Photo credit: Benedicte Kurzen
Date taken: May 2004
Location: Khan Younis, Gaza Strip, Palestine
SAMI KISHAWI (Oct. 24) – A MOTHER comforts her young boys during a funeral for one of her other sons who was shot and killed while sleeping in his Khan Younis home.
What was racing through this mother’s mind when she heard Israeli soldiers firing shots into her refugee camp in Khan Younis? Could she have ever believed that a day would come when one of her children would be laid to rest by act, a bullet seared through his body as if his little frame posed a threat to an invading army? Will her youngest son, the one on the left, remember anything about the brother he once had?
The Palestinian narrative is too often condensed into a series of dates and statistics. And while these numbers are important to keep into consideration, they often mislead us into overlooking the singular struggles.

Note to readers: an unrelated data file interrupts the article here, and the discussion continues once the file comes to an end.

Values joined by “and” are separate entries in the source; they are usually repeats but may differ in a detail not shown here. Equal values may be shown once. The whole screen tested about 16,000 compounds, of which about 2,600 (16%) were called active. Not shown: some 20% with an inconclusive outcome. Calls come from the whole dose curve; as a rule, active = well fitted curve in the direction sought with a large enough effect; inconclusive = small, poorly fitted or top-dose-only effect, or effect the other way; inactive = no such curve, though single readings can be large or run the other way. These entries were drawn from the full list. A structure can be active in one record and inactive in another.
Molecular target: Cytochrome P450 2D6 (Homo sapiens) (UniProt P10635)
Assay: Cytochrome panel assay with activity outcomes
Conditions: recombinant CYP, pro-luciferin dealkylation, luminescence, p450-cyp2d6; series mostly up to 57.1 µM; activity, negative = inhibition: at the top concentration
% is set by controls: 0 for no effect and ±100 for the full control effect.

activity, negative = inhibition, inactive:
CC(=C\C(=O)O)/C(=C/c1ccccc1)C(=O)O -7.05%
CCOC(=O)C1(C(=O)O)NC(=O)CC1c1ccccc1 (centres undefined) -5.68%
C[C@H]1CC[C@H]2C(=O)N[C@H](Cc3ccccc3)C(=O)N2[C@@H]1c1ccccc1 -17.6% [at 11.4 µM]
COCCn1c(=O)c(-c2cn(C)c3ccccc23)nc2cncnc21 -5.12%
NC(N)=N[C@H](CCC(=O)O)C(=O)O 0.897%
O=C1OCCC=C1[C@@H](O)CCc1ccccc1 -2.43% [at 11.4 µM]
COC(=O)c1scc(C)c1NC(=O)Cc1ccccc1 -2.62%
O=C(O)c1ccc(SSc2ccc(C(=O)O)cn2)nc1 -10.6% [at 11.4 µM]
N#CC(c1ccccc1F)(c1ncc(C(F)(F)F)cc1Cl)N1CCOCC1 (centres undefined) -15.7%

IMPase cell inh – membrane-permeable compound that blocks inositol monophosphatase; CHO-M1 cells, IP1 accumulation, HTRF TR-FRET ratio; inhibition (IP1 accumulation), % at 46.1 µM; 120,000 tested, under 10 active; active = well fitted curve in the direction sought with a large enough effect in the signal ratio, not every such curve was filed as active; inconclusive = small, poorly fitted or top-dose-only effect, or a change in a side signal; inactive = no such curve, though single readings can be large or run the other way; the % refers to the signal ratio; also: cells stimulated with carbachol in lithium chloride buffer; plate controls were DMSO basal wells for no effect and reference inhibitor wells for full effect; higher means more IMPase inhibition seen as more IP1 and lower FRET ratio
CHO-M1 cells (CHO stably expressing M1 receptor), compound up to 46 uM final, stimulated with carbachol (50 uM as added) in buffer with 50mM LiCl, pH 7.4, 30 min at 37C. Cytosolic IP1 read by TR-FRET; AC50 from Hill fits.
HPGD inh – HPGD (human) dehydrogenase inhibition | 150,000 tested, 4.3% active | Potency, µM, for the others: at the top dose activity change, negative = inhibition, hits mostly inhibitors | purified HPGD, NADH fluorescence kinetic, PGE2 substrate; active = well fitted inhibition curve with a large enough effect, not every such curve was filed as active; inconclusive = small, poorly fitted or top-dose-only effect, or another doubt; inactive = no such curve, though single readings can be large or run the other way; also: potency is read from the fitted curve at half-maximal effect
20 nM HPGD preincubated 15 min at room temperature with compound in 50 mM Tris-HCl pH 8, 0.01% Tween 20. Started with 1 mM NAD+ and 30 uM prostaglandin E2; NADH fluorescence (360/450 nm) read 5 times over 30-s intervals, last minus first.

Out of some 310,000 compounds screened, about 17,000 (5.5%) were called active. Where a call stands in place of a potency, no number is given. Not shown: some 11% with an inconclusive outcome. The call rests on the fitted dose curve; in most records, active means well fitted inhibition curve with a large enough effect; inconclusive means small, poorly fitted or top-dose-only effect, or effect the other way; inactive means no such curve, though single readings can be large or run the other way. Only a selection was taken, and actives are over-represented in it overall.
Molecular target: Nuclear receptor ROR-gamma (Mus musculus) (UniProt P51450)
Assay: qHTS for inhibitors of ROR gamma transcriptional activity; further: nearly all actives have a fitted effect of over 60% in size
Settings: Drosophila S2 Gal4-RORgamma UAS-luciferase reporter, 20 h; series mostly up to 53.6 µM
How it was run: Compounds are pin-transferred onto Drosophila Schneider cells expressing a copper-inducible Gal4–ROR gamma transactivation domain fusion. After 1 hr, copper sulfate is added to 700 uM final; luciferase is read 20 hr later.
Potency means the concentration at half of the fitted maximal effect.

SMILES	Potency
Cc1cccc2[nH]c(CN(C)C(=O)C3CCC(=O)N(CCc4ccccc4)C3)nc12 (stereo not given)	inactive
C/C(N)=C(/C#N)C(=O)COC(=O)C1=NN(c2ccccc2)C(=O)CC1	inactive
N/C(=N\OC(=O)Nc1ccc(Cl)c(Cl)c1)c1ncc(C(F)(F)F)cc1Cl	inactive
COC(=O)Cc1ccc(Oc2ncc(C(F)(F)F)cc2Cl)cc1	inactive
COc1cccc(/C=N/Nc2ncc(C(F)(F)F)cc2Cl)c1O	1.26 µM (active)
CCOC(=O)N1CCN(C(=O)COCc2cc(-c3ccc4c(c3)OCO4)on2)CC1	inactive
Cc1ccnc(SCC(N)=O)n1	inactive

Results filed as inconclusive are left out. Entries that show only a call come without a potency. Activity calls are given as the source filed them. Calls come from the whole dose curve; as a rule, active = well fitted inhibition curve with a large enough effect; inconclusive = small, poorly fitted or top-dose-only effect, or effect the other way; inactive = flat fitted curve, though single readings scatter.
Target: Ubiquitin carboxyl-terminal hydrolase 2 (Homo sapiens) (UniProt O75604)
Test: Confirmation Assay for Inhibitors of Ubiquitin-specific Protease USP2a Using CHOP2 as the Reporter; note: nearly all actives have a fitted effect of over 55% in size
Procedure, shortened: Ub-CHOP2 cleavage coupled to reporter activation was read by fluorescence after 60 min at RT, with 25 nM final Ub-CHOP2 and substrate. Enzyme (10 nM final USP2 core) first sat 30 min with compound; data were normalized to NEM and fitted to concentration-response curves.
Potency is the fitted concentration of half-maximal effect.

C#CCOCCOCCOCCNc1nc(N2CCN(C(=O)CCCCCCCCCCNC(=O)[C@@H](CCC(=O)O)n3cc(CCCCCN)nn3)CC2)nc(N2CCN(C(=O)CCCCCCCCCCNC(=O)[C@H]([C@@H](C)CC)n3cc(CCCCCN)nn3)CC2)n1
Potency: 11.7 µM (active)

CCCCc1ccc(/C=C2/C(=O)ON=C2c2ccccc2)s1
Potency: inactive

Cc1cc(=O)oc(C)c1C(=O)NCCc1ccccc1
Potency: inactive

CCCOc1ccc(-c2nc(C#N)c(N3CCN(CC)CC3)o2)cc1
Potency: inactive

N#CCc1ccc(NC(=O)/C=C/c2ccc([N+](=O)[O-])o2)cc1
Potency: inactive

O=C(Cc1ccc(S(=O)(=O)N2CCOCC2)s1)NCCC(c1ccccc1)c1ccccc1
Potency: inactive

Here is a mother who is a product of dispossession, so grief is nothing new for her. She is fully veiled but her scarves cannot hide the terrible grief she must be feeling.
To the bigoted eye, the grief is valueless as long as it lies hidden beneath her jet black veil. But once we deconstruct the walls of hatred, once we stop objectifying this mother and start appreciating her as a human being, we might be able to understand her pain. We might even actually see the wrong in this picture: that a son was killed for merely existing.
Hers is a singular struggle. Take away the context and you have a distressed mother comforting her remaining children. Add the context and you have a national narrative. She is not the first and she is not the last mother to go through this.
Reposted from Sixteen Minutes to Palestine